Fixing damp problems in your home
Date posted: 7 November 2013
On average it rains one in three days in the UK, so it's not surprising to find that damp problems are very widespread in our homes. Damp can encourage mould to appear on walls and furniture, and can cause window frames to rot. It also makes our homes feel cold and uncomfortable, and the NHS says it may be a trigger for asthma.
The sooner problems are spotted and dealt with the better, preventing a small issue from growing into a major damp problem -- which can affect the health and comfort of everyone living in the household. So, what are the signs of damp that you should be looking out for?
Damp problems are often visible on walls, floors, windows, doors and around pipe work or the roof. Damp spotted inside the house can often be linked to a problem on the exterior, such as a rotting window frame or a leaking gutter. Unwanted moisture in the structure of a home is either down to water coming in from outside, or condensation generated from within.
Most damp problems in buildings are caused by one of three things: condensation, rising damp, or penetrating damp.
Condensation is the most common cause of dampness in our homes. Normal day-to-day activities, such as breathing, drying clothes and cooking, create humidity in the air which, once it comes into contact with cold surfaces such as external walls and windows, condenses and leaves behind water.
Obvious signs of condensation include:
- Water running down windows and walls. This causes deterioration in the property's décor if left unchecked, staining curtains, encouraging mould growth, and decaying window frames.
- Mould growth on the surface of walls (wallpaper or paint) in poorly ventilated rooms.
Less visible condensation can also occur under suspended floors, potentially causing fungal decay in floor timbers. In addition, a different and rarer form of condensation known as interstitial condensation can occur within the structure of the building rather than on the surfaces of the walls, and can easily be mistaken for rising or penetrating damp.
Condensation can be exacerbated if the property is only heated intermittently, or is poorly ventilated. You can help to reduce condensation problems by adjusting some of your daily activities:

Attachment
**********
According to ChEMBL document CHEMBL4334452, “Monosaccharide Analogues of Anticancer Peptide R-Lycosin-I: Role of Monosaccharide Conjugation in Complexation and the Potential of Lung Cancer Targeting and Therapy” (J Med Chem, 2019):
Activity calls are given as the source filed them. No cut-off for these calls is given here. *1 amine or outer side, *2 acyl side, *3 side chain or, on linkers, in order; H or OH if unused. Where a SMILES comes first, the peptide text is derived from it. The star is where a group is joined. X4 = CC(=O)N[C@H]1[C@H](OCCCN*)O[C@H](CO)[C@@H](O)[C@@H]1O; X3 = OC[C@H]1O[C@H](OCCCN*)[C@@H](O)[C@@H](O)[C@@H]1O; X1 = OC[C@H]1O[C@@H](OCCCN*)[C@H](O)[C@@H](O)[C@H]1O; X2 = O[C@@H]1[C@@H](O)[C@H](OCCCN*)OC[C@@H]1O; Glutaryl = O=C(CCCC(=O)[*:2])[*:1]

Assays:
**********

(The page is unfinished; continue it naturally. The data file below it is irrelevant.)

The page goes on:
- When you are cooking, cover boiling pans and use a cooker hood and extractor fan.
- When you wash clothes, try to dry them outside rather than indoors. Alternatively, put your drying clothes in the bathroom with the door closed and a window open, or extractor fan on. If you use a tumble dryer, make sure the vent is going outdoors (unless it is a self-condensing model).
- Ventilate rooms where a lot of moisture is created, such as bathrooms and kitchens. You could open the window a fraction or keep a trickle ventilator open. Close bathroom and kitchen doors when you are using these rooms to prevent moisture spreading to other areas of the house.
- Leave space between furniture and walls to enable the air to circulate, and wherever possible put furniture against internal rather than external walls.
- Consider installing double glazing if you don't already have it -- but make sure it is fitted with trickle ventilators.
Rising damp refers to water from the ground that enters the home by capillary action. Signs of rising damp include:
- Staining, discolouration or crumbling or salt-stained plaster on the walls.
- Peeling on the surface of the walls (either paint or wallpaper).
- Rotting skirting boards and timber floors.
The problem can be identified or confirmed by a trained surveyor, and can be solved by installing a chemical damp proof course. This is a horizontal barrier in the walls designed to resist moisture rising through the structure by capillary action. To install a damp proof course yourself you can hire a damp injection pump from your local tool hire centre. Once moisture is located this machine will inject an effective chemical barrier below the rising damp and allow repairs to be made to plaster work.
Penetrating damp is caused by water coming into a building and moving through the walls horizontally, or from a higher to a lower level. Signs include:
- Damp patches on walls, ceilings or floors, which spread or darken after heavy rain.
- Damage to wallpaper, plaster, and exposed timber, and mould growth – if the problem is left long enough.
Usually caused by defects in the external fabric of the home, and more common in older buildings with solid walls, penetrating damp can be tricky to solve, usually demanding professional expertise. Broken guttering and down pipes, defective flashings, problems with the pointing, and cracked rendering are just some of the issues that can lead to damp penetration.
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